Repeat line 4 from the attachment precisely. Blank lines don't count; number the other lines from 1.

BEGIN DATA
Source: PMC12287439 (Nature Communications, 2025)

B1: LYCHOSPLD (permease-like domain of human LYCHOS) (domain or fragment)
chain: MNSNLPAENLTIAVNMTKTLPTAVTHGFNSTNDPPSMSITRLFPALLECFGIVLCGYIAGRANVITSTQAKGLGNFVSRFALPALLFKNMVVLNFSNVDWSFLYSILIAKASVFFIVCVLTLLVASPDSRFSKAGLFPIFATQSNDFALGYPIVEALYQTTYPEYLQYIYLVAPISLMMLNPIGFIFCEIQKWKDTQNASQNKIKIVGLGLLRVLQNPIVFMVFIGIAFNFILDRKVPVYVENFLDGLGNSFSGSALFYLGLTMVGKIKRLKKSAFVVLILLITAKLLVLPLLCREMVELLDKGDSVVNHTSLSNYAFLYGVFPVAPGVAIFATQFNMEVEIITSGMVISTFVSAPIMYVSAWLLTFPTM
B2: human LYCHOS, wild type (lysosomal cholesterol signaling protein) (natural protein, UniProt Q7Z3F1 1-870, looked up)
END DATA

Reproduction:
B2: human LYCHOS, wild type (lysosomal cholesterol signaling protein) (natural protein, UniProt Q7Z3F1 1-870, looked up)